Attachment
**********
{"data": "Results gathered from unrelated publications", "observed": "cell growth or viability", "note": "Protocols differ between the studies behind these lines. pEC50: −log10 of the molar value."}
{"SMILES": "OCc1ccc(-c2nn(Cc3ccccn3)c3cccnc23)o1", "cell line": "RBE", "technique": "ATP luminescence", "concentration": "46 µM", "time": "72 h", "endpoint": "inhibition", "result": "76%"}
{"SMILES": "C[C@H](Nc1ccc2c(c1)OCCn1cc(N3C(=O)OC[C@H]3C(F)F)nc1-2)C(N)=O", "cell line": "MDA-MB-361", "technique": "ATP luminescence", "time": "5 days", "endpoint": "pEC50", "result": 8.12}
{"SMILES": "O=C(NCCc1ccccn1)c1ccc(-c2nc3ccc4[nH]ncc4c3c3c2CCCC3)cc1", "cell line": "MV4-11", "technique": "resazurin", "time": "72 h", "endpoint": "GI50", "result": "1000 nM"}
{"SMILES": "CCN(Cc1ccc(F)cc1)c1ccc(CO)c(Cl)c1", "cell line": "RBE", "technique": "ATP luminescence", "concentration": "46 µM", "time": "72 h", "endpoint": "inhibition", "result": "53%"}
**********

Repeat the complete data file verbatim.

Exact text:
{"data": "Results gathered from unrelated publications", "observed": "cell growth or viability", "note": "Protocols differ between the studies behind these lines. pEC50: −log10 of the molar value."}
{"SMILES": "OCc1ccc(-c2nn(Cc3ccccn3)c3cccnc23)o1", "cell line": "RBE", "technique": "ATP luminescence", "concentration": "46 µM", "time": "72 h", "endpoint": "inhibition", "result": "76%"}
{"SMILES": "C[C@H](Nc1ccc2c(c1)OCCn1cc(N3C(=O)OC[C@H]3C(F)F)nc1-2)C(N)=O", "cell line": "MDA-MB-361", "technique": "ATP luminescence", "time": "5 days", "endpoint": "pEC50", "result": 8.12}
{"SMILES": "O=C(NCCc1ccccn1)c1ccc(-c2nc3ccc4[nH]ncc4c3c3c2CCCC3)cc1", "cell line": "MV4-11", "technique": "resazurin", "time": "72 h", "endpoint": "GI50", "result": "1000 nM"}
{"SMILES": "CCN(Cc1ccc(F)cc1)c1ccc(CO)c(Cl)c1", "cell line": "RBE", "technique": "ATP luminescence", "concentration": "46 µM", "time": "72 h", "endpoint": "inhibition", "result": "53%"}